Armin, you founded Bodalgo, tell our readers a little bit about yourself, please.
Well, I am 46, I live in Munich, Germany, together with my wife and two daughters. Before becoming an entrepreneur, I worked in publishing for almost two decades. I started as a junior writer and worked my way up to Publishing Director. Then I got fired. Luckily I had this spare time project: bodalgo – the voice-over marketplace.
Where did the idea for bodalgo come from?
In 2004, a colleague of mine needed a new voice-over for a TV commercial of the German edition of FHM magazine (For Him Magazine). I told him: „You always compliment on my voice – why not give it a try?“ We did, and it worked out. So I wanted to do more voice-over jobs and found a website where voice talents could audition for jobs posted. It was an English internet site, so not many German jobs. I tried to find a site like this for the German market but could not find any. That’s when I had the initial idea.
How did you turn your idea into an actual business?
After the idea had sparked, it took three more years until I realised: There still is no German website like the one I saw. I thought: Nobody will ever do one, you have to do it yourself. In September 2007, I started working on the website. As I had programming skills, a degree in marketing and experience as a voice over talent for some time, all the necessary ingredients came for free. After four months of coding, the first version of bodalgo went live. And it looked truly horrible.
Essentially, you're a voice talent agency. Where do you find your talent?
After bodalgo launch, there were no talents, of course. So I contacted the German association of voice over talents to get the first members on board. Because: It would be useless to promote the website to potential clients when there are no talents to voice the jobs. I offered the first members a free premium membership.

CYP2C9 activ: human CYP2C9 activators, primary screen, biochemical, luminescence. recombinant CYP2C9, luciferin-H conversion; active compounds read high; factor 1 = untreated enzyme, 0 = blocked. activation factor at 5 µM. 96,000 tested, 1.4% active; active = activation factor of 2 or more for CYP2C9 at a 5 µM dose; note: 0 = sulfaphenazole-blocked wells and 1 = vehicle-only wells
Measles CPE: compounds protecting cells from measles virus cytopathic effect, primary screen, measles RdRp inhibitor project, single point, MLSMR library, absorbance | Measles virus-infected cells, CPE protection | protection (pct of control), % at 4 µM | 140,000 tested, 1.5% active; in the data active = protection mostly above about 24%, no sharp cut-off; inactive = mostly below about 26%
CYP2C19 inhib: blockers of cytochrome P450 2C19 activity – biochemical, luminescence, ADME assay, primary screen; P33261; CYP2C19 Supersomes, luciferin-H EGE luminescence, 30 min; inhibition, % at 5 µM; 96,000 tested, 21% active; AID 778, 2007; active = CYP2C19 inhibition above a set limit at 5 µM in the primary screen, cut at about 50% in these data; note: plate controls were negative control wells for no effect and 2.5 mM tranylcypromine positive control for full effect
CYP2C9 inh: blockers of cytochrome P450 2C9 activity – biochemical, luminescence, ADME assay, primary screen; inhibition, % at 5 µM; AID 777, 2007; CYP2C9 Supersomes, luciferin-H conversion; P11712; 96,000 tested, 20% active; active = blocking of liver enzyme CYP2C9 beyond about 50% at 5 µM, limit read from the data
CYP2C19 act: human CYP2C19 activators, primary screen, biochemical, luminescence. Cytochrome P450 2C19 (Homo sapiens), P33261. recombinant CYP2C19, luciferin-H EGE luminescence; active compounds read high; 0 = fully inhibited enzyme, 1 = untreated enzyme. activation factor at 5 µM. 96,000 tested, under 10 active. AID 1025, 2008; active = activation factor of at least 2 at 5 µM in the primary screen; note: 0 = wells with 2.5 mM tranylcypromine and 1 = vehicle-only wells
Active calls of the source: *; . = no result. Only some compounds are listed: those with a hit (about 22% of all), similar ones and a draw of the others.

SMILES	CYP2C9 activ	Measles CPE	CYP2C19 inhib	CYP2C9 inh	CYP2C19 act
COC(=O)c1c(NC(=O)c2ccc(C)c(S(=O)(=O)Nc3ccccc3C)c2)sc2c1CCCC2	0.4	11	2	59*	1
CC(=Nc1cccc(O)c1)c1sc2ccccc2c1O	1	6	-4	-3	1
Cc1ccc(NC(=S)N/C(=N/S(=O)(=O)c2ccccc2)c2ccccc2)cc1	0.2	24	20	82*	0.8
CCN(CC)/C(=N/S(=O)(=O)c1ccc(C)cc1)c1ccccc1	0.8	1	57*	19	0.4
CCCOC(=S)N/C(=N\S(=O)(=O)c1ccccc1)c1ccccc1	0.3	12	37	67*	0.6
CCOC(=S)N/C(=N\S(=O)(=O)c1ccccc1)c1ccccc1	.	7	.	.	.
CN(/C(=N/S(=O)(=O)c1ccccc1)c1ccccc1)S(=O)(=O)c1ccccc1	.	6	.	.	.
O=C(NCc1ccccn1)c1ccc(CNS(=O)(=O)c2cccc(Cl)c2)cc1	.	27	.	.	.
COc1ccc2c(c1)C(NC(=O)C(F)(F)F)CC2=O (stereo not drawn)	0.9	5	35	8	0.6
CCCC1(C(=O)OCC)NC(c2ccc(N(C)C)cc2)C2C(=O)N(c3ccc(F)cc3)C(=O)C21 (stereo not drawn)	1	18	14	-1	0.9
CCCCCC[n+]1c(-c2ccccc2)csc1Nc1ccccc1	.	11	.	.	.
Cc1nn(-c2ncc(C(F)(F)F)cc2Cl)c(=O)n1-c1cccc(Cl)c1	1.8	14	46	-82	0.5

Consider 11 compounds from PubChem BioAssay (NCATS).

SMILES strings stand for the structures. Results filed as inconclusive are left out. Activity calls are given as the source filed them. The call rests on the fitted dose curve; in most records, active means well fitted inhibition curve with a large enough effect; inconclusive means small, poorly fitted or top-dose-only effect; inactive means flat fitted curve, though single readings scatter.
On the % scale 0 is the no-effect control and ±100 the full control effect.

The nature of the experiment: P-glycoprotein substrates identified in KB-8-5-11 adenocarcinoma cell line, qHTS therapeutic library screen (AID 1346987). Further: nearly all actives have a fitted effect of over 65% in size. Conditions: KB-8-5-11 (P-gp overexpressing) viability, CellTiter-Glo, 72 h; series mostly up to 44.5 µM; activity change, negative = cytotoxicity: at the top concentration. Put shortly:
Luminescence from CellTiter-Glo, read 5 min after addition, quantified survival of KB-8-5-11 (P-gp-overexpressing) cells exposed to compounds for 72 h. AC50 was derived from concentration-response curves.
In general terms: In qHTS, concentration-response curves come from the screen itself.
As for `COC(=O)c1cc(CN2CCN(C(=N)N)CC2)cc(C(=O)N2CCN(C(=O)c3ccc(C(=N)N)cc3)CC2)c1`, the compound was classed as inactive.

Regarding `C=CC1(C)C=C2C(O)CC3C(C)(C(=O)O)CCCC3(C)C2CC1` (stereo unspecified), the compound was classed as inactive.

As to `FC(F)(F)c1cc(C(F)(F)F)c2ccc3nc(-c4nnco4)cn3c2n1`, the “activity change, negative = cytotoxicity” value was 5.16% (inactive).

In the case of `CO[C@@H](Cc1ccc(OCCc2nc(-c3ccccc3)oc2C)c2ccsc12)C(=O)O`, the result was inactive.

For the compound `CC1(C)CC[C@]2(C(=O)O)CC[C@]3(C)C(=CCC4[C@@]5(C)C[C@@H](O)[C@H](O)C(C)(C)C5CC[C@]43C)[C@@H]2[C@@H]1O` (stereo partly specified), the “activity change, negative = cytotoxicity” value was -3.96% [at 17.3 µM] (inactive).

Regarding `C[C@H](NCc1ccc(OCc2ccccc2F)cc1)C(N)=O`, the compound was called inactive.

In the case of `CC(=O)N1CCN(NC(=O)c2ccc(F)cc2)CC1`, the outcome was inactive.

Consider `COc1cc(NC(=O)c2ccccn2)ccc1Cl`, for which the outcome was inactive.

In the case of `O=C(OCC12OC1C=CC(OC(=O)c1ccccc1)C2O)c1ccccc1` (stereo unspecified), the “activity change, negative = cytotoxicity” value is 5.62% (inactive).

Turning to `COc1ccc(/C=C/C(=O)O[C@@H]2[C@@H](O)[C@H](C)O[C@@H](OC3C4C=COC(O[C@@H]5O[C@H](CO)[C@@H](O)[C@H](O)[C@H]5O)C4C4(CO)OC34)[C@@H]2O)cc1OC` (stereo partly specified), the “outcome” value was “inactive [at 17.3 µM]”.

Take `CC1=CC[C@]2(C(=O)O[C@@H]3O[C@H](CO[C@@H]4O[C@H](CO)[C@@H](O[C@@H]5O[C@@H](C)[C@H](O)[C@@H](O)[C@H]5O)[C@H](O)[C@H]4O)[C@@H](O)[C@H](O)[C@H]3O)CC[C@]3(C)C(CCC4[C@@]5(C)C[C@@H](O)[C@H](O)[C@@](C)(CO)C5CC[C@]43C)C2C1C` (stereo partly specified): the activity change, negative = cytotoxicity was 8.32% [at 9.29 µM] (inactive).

Since then I have never marketed to talents and I never will. For two reasons: 1. Luckily, the talents now find me; I do not need to find them. 2. Far more important: In my book, it is much more important to attract voice seekers as they are the ones with the jobs. Many seekers lead to many jobs, many jobs lead to many happy talents. By the way: bodalgo features translators, too.
What's been your best marketing tool?
No doubt: SEO/SEM and all the tools that Google provides to be successful in these fields. Unfortunately, SEM becomes more and more difficult. One of the main reasons: Campaigns that are targeted to voice seekers are clicked by the talents most of the times.
Why? When talents try to find work opportunities, they often google keywords they think voice seekers use to find talents. Then the talents look at the results to see if there are services they could use to boost their career and click the ads that are targeted to voice seekers. This behaviour will kill your AdWords campaign instantly. I think that many, many advertisers face this issue without knowing why their campaigns don’t work.
What's a typical day at bodalgo HQ?
I usually start around 7.15 am reviewing jobs that have been posted during the night. I check every job posting myself to make sure it is legit.